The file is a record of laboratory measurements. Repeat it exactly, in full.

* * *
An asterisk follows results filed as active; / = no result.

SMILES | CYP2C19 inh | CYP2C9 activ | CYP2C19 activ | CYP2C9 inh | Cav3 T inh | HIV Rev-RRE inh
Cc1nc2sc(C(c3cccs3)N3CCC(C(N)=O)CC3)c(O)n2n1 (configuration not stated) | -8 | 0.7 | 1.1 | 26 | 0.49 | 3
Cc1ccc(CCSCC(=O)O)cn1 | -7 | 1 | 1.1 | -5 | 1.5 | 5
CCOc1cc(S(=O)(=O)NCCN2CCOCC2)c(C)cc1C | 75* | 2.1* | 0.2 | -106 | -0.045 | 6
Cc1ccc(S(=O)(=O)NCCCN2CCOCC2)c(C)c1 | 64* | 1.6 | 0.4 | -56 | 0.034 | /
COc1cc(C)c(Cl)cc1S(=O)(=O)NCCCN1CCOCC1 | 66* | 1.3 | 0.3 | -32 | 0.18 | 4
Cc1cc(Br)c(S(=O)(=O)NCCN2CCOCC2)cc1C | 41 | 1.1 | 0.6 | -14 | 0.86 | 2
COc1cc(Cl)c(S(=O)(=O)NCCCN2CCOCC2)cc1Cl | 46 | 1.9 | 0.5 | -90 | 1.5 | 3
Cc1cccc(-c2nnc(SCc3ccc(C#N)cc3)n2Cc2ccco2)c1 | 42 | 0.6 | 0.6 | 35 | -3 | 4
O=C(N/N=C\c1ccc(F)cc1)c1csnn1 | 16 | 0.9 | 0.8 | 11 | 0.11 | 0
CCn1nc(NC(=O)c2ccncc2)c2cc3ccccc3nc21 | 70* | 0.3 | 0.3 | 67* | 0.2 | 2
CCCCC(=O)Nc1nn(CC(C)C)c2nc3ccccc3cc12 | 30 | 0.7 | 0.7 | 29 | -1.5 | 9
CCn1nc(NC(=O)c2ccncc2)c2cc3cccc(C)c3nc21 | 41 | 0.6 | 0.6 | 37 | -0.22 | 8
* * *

An asterisk follows results filed as active; / = no result.

SMILES | CYP2C19 inh | CYP2C9 activ | CYP2C19 activ | CYP2C9 inh | Cav3 T inh | HIV Rev-RRE inh
Cc1nc2sc(C(c3cccs3)N3CCC(C(N)=O)CC3)c(O)n2n1 (configuration not stated) | -8 | 0.7 | 1.1 | 26 | 0.49 | 3
Cc1ccc(CCSCC(=O)O)cn1 | -7 | 1 | 1.1 | -5 | 1.5 | 5
CCOc1cc(S(=O)(=O)NCCN2CCOCC2)c(C)cc1C | 75* | 2.1* | 0.2 | -106 | -0.045 | 6
Cc1ccc(S(=O)(=O)NCCCN2CCOCC2)c(C)c1 | 64* | 1.6 | 0.4 | -56 | 0.034 | /
COc1cc(C)c(Cl)cc1S(=O)(=O)NCCCN1CCOCC1 | 66* | 1.3 | 0.3 | -32 | 0.18 | 4
Cc1cc(Br)c(S(=O)(=O)NCCN2CCOCC2)cc1C | 41 | 1.1 | 0.6 | -14 | 0.86 | 2
COc1cc(Cl)c(S(=O)(=O)NCCCN2CCOCC2)cc1Cl | 46 | 1.9 | 0.5 | -90 | 1.5 | 3
Cc1cccc(-c2nnc(SCc3ccc(C#N)cc3)n2Cc2ccco2)c1 | 42 | 0.6 | 0.6 | 35 | -3 | 4
O=C(N/N=C\c1ccc(F)cc1)c1csnn1 | 16 | 0.9 | 0.8 | 11 | 0.11 | 0
CCn1nc(NC(=O)c2ccncc2)c2cc3ccccc3nc21 | 70* | 0.3 | 0.3 | 67* | 0.2 | 2
CCCCC(=O)Nc1nn(CC(C)C)c2nc3ccccc3cc12 | 30 | 0.7 | 0.7 | 29 | -1.5 | 9
CCn1nc(NC(=O)c2ccncc2)c2cc3cccc(C)c3nc21 | 41 | 0.6 | 0.6 | 37 | -0.22 | 8